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NASA Telescope Captures ‘Heavenly’ Image of Star Birth

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A new image released by the European Space Agency reveals a massive star-forming region called N79 within the Large Magellanic Cloud, a satellite galaxy of the Milky Way.

The image, captured by the James Webb Telescope, shows glowing gas, dust, and embedded baby stars within the clouds.

N79 offers insights into the early universe and the chemical evolution of galaxies, as it produces stars at a faster rate and has a chemical composition similar to that of the early universe.

“A massive cluster is born,” the ESA (European Space Agency) wrote.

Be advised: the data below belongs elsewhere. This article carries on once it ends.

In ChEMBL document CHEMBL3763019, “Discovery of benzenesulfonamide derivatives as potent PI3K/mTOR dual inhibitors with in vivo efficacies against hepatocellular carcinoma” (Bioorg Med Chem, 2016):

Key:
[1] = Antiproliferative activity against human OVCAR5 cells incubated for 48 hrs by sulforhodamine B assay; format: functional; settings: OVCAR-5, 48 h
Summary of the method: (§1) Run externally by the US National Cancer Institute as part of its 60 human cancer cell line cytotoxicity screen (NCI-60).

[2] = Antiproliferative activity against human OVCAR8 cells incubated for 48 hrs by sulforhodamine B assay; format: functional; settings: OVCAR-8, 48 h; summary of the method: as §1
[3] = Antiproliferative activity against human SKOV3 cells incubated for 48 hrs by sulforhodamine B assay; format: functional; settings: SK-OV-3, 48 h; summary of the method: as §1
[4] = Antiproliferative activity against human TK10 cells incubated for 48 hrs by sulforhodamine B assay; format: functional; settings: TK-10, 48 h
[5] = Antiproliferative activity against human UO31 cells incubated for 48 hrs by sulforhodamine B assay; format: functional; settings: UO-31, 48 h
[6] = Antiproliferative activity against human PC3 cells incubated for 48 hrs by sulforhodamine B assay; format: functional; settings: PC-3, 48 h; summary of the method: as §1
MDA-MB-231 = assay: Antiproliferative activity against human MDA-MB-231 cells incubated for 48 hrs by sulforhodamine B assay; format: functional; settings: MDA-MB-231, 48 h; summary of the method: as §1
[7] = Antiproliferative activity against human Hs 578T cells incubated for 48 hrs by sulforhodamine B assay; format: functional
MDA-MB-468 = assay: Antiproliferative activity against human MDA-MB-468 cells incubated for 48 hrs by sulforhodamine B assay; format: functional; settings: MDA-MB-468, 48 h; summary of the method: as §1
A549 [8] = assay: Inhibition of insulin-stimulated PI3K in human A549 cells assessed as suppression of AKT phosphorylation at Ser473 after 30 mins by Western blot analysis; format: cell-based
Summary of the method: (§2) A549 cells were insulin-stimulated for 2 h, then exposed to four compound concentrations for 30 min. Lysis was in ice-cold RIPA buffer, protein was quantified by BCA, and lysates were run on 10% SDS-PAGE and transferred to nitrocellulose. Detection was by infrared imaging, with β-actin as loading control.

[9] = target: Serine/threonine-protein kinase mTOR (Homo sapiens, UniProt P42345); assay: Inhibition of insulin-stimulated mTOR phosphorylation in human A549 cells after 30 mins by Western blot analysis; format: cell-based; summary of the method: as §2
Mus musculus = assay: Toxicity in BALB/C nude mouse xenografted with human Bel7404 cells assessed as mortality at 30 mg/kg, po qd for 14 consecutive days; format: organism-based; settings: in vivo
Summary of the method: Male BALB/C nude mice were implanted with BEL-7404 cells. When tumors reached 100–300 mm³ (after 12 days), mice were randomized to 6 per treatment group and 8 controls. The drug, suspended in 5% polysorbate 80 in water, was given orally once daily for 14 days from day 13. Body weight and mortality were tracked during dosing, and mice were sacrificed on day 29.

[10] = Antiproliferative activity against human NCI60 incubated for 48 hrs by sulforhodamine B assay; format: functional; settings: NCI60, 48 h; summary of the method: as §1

“N79 produces stars at a furious rate, much faster than star-forming regions found in our own galaxy. In fact, N79’s chemical composition is similar to those from the early universe, when star formation was at its peak,” the ESA wrote. “Here, those vivid rays resembling sunlight are actually diffraction spikes. Most noticeable for bright, compact objects, diffraction spikes are somewhat like a telescope’s ‘signature.’”

“The eight-point pattern is the result of the telescope’s hexagonal mirror design, combined with its secondary mirror struts. Meanwhile, NASA’s Hubble Space Telescope produces a four-pointed diffraction spike pattern due to its circular mirror,” the ESA added.

The telescope’s design creates an eight-point diffraction spike pattern, allowing it to view old, distant, or faint objects in infrared.

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This article was originally published at StateOfUnion.org. Publications approved for syndication have permission to republish this article, such as Microsoft News, Yahoo News, Newsbreak,...

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